About Myeloma


In 1845, a patient with excruciating broken bone-like pain and heat soluble “animal matter” in the urine was studied. The disease responsible came to be known as multiple myeloma because of the bone tumors it spreads through legs, pelvis, back, skull, and elsewhere.

European cultures experience moderate rates of the disease while black decedents of African races are two to three times more likely to be afflicted. Asians suffer it least often. We also know that 60 percent of its victims will be men and that it usually emerges in mid- to late life.

An often harmless condition called monoclonal gammopathy of unclear significance always occurs first. About three percent of the time, MGUS, as it is universally known, becomes myeloma. Nobody knows how the disease selects those it strikes or why the other 97 percent escape it.

Whatever ethnicity or age – or length of time with MGUS – death usually followed the onset of myeloma within two or three years, until recently.

Though treatments have been developed over the past 150 years, no cure is known. But a complex process leading to prolonged, high quality survival has been developed and is being continuously improved.

A growing interest

The increasing number of survivors forces greater attention. Moreover, these people have demands. While their lives have been extended, they have not been cured. They are living on “death row," apprehensively waiting to see what happens next. They don’t like it. Neither do their loved ones.

Coincidentally, the drugs that are successfully extending the lives of myeloma patients also appear to be beneficial to several million people in treatment for other cancers. These patients will also press for more research into causes and treatments for myeloma-like blood and bone cancers, and for faster adaptation to effective treatments. Add more than 800,000 anxiety-ridden Americans with MGUS to increase the heat under an already boiling pot.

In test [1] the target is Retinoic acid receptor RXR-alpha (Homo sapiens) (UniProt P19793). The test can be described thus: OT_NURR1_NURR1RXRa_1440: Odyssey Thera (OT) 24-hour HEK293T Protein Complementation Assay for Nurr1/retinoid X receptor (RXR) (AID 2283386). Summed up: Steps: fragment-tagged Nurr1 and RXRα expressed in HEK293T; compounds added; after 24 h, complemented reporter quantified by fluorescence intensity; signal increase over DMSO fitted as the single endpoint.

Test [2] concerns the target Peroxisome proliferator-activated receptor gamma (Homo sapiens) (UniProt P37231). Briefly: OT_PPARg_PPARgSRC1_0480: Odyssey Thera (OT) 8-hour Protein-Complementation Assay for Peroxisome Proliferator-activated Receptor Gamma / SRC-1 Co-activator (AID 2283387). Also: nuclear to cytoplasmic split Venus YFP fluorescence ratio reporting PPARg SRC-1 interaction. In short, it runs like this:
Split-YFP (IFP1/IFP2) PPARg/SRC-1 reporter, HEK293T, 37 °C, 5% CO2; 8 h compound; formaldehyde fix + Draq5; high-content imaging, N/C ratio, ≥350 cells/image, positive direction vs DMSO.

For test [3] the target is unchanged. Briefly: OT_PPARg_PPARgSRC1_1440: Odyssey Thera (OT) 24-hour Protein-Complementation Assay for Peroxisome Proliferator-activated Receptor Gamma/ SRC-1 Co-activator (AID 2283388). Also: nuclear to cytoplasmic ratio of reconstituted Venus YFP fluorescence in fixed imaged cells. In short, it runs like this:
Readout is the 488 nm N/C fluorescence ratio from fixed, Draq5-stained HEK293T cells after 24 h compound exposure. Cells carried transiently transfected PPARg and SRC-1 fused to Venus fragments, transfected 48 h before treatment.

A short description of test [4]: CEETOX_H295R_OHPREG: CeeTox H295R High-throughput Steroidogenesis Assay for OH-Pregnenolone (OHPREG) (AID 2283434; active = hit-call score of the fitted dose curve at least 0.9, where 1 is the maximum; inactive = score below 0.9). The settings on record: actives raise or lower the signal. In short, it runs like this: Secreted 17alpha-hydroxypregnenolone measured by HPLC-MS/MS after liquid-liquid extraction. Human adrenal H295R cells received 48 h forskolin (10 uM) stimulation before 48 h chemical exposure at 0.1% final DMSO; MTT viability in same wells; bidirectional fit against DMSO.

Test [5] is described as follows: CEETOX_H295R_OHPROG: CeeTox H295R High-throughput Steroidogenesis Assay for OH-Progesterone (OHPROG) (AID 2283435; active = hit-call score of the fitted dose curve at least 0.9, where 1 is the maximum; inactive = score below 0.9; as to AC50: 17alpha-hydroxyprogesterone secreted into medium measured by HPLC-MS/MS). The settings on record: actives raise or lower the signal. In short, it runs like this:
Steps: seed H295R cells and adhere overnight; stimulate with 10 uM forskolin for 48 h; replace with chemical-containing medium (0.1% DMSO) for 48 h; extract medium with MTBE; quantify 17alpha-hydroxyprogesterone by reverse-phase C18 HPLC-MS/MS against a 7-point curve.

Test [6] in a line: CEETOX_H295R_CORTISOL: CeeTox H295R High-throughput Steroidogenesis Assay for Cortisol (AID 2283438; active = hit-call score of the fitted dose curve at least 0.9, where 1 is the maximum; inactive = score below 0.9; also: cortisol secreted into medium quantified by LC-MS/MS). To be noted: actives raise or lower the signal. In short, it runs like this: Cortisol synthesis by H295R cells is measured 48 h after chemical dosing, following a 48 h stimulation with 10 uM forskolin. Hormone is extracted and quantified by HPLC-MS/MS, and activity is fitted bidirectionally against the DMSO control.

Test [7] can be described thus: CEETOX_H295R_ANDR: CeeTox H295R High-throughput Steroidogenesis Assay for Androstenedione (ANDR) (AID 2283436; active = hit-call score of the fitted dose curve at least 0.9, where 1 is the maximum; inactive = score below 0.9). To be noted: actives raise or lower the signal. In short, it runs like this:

To read a condensed excerpt about the causes of multiple myeloma from Everyone's Guide to Cancer Therapy, go to tbafoundation.org/causes.html.


What is Myeloma?

Myeloma is literally an "oma," or tumor, involving the "myelo," or blood producing cells in the bone marrow.

The cells that are affected are plasma cells (a type of white blood cell), which are our antibody- (immunoglobulin-) producing cells. Myeloma is a cluster of these plasma cells that grow out of control and do harm by gathering together to form an over expansion within the marrow of the bones, as well as in other sites in the body. Over time, they group together and form tumors (or lesions) called plasmacytomas.

Myeloma is called "multiple" since there are frequently multiple patches or areas in bone where tumors or lesions have developed. A single lesion is called a solitary plasmacytoma.

In simplest terms, it's cancer of the bone marrow.


Current Picture

About 30,000 Americans are diagnosed with myeloma every year. This number is predictably proportional to the size of the U.S. population.

Myeloma accounts for one percent of all cancers and about two percent of cancer deaths in the United States, annually. Beginning about ten years ago, advances in cancer treatment, especially in disease-fighting drugs, created a growing population of myeloma survivors. Though their disease remains incurable, better treatments make myeloma more tolerable, longer.

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